US Regulators To Uncover Plan For Banks To Build Cash Reserves
by upasana sarbajna Finance 27 July 2023
The regulators in the United States are prepared to propose a regulation that might increase capital requirements for bigger banks, thus compelling them to cut down costs and retain earnings. This step is taken to cushion potential losses. This rule will be proposed to the Federal Reserve and the Federal Deposit Insurance Corporation today. It looks forward to overhauling how banks have been measuring their riskiness and how much they must keep in hand. Critics, however, have already started opposing it, arguing that the increases are unjust and have potential economic harm. Topmost officials have claimed that stricter regulations could result in a potential pullback from the services or an increase in the fees.
The regulators in the US are all prepared to propose a rule that might significantly increase capital requirements for major banks, compelling them to cut down costs and maintain earnings in an attempt to cushion against the potential losses that might harm investors and customers.
The proposal that is set to be revealed on Thursday, and is voted on by the Federal Reserve and the Federal Deposit Insurance Corporation, marks the first in a substantial attempt to tighten bank oversights, particularly during the wake of the spring commission that witnessed the failure of three big financial firms.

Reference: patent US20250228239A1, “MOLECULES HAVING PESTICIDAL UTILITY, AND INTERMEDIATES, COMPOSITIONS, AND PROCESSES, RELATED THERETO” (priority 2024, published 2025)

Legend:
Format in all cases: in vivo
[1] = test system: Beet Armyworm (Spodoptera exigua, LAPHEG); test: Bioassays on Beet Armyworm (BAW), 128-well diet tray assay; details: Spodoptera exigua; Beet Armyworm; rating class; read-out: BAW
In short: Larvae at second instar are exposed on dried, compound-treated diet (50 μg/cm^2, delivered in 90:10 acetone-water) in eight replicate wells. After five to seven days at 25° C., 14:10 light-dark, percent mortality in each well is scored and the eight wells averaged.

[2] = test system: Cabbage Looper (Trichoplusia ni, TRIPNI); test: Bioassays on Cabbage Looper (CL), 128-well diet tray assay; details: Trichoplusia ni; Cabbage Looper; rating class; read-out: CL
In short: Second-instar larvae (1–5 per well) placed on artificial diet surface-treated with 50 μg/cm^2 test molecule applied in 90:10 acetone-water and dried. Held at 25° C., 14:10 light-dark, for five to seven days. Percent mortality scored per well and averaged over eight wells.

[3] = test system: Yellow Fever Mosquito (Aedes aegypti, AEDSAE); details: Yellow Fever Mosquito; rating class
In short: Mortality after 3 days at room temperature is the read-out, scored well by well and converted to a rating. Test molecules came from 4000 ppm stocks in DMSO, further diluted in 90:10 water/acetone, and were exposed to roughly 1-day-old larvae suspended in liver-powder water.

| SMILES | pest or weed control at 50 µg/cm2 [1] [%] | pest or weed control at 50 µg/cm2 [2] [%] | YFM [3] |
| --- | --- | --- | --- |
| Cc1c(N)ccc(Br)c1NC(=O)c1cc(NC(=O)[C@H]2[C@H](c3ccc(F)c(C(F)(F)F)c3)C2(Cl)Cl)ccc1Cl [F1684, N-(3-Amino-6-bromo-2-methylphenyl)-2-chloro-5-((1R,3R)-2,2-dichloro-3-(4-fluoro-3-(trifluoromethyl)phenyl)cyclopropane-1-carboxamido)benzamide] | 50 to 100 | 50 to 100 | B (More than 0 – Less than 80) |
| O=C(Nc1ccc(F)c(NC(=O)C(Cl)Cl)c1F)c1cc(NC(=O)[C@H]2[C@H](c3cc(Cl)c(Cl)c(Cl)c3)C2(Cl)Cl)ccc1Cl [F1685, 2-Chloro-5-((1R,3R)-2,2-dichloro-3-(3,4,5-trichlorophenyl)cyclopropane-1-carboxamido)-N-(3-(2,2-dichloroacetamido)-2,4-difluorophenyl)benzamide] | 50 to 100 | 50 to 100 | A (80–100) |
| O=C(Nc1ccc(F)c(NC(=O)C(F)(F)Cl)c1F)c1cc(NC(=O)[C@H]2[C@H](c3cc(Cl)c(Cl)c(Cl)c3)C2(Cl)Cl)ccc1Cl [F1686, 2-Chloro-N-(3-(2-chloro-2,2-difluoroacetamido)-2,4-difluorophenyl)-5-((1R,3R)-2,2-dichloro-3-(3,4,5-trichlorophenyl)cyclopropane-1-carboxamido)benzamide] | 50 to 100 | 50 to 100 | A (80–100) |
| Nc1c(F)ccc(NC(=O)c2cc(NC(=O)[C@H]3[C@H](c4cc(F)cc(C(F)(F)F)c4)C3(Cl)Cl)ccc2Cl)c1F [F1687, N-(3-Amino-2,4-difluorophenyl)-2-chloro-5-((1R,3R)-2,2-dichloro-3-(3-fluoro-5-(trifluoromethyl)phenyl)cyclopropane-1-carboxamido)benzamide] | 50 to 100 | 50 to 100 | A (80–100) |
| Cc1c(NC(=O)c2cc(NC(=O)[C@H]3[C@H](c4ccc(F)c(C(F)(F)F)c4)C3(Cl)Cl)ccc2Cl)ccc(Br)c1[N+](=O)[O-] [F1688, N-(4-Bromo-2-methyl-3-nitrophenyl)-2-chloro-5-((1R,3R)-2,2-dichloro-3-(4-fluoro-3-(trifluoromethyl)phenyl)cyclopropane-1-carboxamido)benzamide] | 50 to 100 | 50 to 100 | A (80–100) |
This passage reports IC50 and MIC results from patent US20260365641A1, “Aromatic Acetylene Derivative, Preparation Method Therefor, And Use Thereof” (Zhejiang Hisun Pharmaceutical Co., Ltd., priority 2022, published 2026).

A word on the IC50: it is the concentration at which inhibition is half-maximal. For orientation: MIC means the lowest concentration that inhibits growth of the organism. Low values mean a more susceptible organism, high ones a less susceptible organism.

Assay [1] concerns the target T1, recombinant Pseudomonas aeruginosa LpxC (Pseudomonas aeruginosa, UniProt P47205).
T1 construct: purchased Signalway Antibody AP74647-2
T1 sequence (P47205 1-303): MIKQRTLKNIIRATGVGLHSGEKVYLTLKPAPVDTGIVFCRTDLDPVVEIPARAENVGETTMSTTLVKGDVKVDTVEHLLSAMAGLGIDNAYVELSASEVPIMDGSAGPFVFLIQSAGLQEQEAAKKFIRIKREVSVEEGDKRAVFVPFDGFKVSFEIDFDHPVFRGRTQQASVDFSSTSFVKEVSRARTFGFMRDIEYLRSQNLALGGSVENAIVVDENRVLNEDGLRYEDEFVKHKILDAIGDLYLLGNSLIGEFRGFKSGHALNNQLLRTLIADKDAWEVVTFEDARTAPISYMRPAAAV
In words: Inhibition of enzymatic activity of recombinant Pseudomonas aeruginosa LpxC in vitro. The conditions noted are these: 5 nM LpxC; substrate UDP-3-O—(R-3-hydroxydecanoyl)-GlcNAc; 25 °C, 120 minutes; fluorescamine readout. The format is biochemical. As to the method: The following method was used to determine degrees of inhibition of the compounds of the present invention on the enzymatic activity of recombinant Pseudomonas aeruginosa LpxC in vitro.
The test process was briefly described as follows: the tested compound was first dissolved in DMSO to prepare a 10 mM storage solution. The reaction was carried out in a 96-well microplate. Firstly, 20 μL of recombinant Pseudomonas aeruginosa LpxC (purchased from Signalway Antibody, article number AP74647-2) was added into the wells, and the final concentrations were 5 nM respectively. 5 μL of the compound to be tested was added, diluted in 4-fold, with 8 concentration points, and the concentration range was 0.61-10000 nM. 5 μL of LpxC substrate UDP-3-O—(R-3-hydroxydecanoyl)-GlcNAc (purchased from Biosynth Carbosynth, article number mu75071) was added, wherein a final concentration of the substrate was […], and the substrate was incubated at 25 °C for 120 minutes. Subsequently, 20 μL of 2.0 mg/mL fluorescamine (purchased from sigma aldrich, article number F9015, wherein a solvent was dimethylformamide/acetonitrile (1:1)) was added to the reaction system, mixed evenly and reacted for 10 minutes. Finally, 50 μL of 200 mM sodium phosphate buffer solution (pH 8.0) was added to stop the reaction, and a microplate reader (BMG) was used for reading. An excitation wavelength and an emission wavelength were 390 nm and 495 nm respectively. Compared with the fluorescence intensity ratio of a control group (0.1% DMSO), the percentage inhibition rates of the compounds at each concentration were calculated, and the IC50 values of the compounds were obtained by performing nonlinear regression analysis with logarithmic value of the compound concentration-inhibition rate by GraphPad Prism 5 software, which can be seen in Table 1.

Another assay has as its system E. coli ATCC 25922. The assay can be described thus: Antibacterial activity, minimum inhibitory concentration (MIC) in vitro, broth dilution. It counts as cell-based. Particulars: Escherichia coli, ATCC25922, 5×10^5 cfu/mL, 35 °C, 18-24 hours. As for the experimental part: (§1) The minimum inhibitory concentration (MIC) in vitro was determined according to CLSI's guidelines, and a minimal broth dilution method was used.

The rule, which is said to implement an agreement that was set by global regulators in 2017, looks to overhaul how banks size their riskiness and reversibly how much money they must keep in hand.
The industry opponents have, however, started to criticize the plan already as banks look forward to delaying, softening, or otherwise derailing the long-planned effort of the government.
“The banking industry probably didn’t influence the upcoming proposal as much as it wanted. But it’s determined to fight on what it sees as major issues in the months between Thursday and whenever a final rule is approved,” – Ian Katz, M.D, Capital Alpha Partners, Washington D.C.